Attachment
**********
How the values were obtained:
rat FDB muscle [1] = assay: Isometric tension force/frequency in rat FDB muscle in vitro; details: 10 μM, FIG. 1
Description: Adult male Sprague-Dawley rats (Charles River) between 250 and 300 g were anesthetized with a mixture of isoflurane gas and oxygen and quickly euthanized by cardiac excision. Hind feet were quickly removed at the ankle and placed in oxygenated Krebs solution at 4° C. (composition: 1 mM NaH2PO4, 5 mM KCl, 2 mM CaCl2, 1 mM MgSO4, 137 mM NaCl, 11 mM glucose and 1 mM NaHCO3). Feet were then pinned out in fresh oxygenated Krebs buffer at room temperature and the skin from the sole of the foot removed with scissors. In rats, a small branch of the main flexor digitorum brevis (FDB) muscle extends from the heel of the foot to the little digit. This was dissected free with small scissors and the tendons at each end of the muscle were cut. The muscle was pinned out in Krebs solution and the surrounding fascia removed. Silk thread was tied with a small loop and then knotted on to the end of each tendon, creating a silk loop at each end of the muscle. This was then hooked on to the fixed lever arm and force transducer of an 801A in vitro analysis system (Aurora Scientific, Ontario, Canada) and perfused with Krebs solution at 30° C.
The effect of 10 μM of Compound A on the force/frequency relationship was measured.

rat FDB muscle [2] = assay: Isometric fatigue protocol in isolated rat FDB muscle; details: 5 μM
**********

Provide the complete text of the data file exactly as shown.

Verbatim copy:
How the values were obtained:
rat FDB muscle [1] = assay: Isometric tension force/frequency in rat FDB muscle in vitro; details: 10 μM, FIG. 1
Description: Adult male Sprague-Dawley rats (Charles River) between 250 and 300 g were anesthetized with a mixture of isoflurane gas and oxygen and quickly euthanized by cardiac excision. Hind feet were quickly removed at the ankle and placed in oxygenated Krebs solution at 4° C. (composition: 1 mM NaH2PO4, 5 mM KCl, 2 mM CaCl2, 1 mM MgSO4, 137 mM NaCl, 11 mM glucose and 1 mM NaHCO3). Feet were then pinned out in fresh oxygenated Krebs buffer at room temperature and the skin from the sole of the foot removed with scissors. In rats, a small branch of the main flexor digitorum brevis (FDB) muscle extends from the heel of the foot to the little digit. This was dissected free with small scissors and the tendons at each end of the muscle were cut. The muscle was pinned out in Krebs solution and the surrounding fascia removed. Silk thread was tied with a small loop and then knotted on to the end of each tendon, creating a silk loop at each end of the muscle. This was then hooked on to the fixed lever arm and force transducer of an 801A in vitro analysis system (Aurora Scientific, Ontario, Canada) and perfused with Krebs solution at 30° C.
The effect of 10 μM of Compound A on the force/frequency relationship was measured.

rat FDB muscle [2] = assay: Isometric fatigue protocol in isolated rat FDB muscle; details: 5 μM